by Kathy Tretter
“We’ve always sold all-sports passes at the beginning of the year,” Bush explained. However, since the administration didn’t even know if they would be able to have sports, it didn’t happen.
Two weeks ago and well into the first semester, the decision was made to sell passes for the remainder of the year, meaning for winter and spring sporting events. Quite a few sold but some remain and are still available. The cost is $70 for adults, $60 for senior citizens and $30 for students. The cost is nonrefundable should sports be canceled mid-season. The only passes remaining are for the upper section.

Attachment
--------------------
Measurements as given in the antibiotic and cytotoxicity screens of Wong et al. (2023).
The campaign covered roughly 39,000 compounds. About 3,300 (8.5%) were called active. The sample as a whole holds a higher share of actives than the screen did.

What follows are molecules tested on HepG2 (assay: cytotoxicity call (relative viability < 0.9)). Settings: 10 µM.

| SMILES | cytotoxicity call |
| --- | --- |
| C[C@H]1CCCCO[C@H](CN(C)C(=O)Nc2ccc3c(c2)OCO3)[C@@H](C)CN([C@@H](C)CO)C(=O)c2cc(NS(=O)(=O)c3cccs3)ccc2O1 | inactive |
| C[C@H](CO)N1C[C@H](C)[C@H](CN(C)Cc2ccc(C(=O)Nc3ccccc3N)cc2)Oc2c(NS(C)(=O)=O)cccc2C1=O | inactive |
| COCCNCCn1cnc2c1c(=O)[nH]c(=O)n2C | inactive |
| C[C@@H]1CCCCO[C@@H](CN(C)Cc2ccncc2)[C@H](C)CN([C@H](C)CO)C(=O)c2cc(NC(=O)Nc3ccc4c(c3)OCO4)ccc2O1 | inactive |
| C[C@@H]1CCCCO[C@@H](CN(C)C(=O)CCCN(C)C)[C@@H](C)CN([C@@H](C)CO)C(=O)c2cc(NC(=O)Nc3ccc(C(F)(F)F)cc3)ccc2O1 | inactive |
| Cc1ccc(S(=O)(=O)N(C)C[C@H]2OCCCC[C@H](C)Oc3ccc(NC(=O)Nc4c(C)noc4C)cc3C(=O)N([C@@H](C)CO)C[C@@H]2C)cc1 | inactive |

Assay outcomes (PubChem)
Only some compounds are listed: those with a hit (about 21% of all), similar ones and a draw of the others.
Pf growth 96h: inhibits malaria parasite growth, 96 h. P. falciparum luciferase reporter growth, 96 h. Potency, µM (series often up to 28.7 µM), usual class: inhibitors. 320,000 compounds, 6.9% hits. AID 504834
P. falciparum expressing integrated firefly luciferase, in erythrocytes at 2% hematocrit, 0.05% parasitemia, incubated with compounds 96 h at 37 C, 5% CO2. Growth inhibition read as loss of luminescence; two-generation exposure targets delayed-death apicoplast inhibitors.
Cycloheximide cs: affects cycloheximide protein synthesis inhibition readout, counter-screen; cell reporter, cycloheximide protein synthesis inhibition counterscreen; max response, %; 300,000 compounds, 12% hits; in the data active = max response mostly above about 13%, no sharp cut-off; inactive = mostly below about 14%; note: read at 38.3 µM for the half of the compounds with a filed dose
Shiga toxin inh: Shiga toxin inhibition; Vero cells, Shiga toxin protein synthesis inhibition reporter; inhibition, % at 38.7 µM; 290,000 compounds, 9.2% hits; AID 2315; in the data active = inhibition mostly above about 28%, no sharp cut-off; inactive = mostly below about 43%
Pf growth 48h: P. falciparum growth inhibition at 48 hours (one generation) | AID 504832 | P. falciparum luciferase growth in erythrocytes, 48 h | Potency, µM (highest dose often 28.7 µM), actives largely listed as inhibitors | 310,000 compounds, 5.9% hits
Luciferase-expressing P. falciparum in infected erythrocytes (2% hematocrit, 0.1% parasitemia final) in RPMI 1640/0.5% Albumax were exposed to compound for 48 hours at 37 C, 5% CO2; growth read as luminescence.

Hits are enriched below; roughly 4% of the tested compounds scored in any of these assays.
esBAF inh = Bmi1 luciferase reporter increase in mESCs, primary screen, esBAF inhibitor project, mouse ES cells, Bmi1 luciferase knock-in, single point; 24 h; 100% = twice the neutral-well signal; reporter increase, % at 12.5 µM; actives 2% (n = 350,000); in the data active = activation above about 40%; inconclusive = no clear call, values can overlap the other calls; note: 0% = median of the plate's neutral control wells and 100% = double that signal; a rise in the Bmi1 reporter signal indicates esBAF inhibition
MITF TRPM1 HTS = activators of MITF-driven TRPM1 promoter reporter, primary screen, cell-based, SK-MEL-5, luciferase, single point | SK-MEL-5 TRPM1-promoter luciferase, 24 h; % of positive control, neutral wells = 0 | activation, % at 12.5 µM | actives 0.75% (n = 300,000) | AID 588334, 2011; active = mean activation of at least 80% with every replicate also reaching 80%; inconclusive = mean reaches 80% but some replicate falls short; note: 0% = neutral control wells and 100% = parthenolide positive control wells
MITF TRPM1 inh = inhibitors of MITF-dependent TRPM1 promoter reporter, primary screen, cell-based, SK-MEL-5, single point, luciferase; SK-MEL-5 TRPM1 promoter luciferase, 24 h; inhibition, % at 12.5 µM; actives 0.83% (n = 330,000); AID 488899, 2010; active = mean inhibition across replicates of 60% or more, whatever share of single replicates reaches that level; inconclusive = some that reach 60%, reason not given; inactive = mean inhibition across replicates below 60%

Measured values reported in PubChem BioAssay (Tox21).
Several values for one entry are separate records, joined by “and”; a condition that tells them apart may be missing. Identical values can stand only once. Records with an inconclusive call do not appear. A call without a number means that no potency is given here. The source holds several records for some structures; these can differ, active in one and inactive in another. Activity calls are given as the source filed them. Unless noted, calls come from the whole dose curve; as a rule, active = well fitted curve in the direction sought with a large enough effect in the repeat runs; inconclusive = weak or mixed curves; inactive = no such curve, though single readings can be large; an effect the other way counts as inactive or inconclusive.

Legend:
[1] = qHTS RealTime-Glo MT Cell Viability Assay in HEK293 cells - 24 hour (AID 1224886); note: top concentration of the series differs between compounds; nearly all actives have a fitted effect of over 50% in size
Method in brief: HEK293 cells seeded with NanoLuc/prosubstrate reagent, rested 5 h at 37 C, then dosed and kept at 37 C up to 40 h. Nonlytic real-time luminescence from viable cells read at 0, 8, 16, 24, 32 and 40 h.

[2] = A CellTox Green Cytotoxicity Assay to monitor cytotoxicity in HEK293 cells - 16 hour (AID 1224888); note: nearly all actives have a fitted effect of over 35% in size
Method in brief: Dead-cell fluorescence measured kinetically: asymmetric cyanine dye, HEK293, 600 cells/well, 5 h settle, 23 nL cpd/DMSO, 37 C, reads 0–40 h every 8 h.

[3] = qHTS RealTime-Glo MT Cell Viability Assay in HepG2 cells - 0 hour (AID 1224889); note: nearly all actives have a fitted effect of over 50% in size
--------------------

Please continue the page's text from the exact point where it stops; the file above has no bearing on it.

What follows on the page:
Bush explained that to keep attendance within CDC guidelines, the gym capacity for boys basketball will be 800 — 650 for the home team and 150 for visitors. That will limit the number to 25% following CDC guidelines.
Any extra tickets can be purchased at the door for $5, but Bush wanted fans to recognize they may be turned away if capacity is reached.
The seats are not reserved per se, but sold for a specific section and the available seats will be marked.
While not as many attendees are expected at the girls basketball games, similar protocols will be observed.
As to swim meets, according to Bush no PAC schools are allowing an audience. Because South Spencer has the glassed, upper level observatory possibly parents will be allowed to watch, “but we’ll wait to gauge with the first event,” Bush explained.
Of course the reason for all the restrictions is the pandemic, and Superintendent Dr. Richard Rutherford noted COVID-19 has spread throughout the county. The number of positive cases involving students is low, but the number of students and staff having to quarantine is high.